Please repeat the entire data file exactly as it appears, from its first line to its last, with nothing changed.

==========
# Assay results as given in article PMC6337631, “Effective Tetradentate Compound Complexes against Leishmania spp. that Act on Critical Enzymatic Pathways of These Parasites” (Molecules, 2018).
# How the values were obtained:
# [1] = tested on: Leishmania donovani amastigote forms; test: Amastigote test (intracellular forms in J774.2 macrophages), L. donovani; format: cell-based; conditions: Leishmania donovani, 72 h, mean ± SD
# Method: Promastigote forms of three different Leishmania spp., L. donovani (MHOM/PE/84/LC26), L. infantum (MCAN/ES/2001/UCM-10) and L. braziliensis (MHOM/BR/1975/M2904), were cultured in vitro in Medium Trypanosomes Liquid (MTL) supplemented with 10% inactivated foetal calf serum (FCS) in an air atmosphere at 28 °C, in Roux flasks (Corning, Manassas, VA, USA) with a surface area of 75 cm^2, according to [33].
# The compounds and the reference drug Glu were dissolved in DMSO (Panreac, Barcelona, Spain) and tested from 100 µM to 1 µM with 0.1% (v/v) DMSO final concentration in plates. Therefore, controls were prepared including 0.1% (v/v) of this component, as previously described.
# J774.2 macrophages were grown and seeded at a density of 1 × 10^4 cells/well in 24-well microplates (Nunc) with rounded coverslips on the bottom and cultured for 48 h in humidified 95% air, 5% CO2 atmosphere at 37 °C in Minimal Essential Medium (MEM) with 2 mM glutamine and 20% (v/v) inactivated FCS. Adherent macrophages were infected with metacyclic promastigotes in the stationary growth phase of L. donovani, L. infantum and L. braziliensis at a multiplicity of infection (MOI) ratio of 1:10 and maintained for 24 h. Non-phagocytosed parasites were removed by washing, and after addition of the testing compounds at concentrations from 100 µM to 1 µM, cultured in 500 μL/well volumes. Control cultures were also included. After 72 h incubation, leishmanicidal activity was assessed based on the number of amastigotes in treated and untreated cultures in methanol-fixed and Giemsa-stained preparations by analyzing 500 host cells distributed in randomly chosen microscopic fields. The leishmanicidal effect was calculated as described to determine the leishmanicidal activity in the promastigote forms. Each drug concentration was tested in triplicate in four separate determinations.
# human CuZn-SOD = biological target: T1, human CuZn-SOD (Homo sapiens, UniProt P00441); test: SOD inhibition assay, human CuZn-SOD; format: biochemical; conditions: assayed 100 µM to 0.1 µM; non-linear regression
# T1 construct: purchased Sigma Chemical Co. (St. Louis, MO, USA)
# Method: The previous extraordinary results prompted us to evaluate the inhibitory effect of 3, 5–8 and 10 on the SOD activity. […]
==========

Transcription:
# Assay results as given in article PMC6337631, “Effective Tetradentate Compound Complexes against Leishmania spp. that Act on Critical Enzymatic Pathways of These Parasites” (Molecules, 2018).
# How the values were obtained:
# [1] = tested on: Leishmania donovani amastigote forms; test: Amastigote test (intracellular forms in J774.2 macrophages), L. donovani; format: cell-based; conditions: Leishmania donovani, 72 h, mean ± SD
# Method: Promastigote forms of three different Leishmania spp., L. donovani (MHOM/PE/84/LC26), L. infantum (MCAN/ES/2001/UCM-10) and L. braziliensis (MHOM/BR/1975/M2904), were cultured in vitro in Medium Trypanosomes Liquid (MTL) supplemented with 10% inactivated foetal calf serum (FCS) in an air atmosphere at 28 °C, in Roux flasks (Corning, Manassas, VA, USA) with a surface area of 75 cm^2, according to [33].
# The compounds and the reference drug Glu were dissolved in DMSO (Panreac, Barcelona, Spain) and tested from 100 µM to 1 µM with 0.1% (v/v) DMSO final concentration in plates. Therefore, controls were prepared including 0.1% (v/v) of this component, as previously described.
# J774.2 macrophages were grown and seeded at a density of 1 × 10^4 cells/well in 24-well microplates (Nunc) with rounded coverslips on the bottom and cultured for 48 h in humidified 95% air, 5% CO2 atmosphere at 37 °C in Minimal Essential Medium (MEM) with 2 mM glutamine and 20% (v/v) inactivated FCS. Adherent macrophages were infected with metacyclic promastigotes in the stationary growth phase of L. donovani, L. infantum and L. braziliensis at a multiplicity of infection (MOI) ratio of 1:10 and maintained for 24 h. Non-phagocytosed parasites were removed by washing, and after addition of the testing compounds at concentrations from 100 µM to 1 µM, cultured in 500 μL/well volumes. Control cultures were also included. After 72 h incubation, leishmanicidal activity was assessed based on the number of amastigotes in treated and untreated cultures in methanol-fixed and Giemsa-stained preparations by analyzing 500 host cells distributed in randomly chosen microscopic fields. The leishmanicidal effect was calculated as described to determine the leishmanicidal activity in the promastigote forms. Each drug concentration was tested in triplicate in four separate determinations.
# human CuZn-SOD = biological target: T1, human CuZn-SOD (Homo sapiens, UniProt P00441); test: SOD inhibition assay, human CuZn-SOD; format: biochemical; conditions: assayed 100 µM to 0.1 µM; non-linear regression
# T1 construct: purchased Sigma Chemical Co. (St. Louis, MO, USA)
# Method: The previous extraordinary results prompted us to evaluate the inhibitory effect of 3, 5–8 and 10 on the SOD activity. […]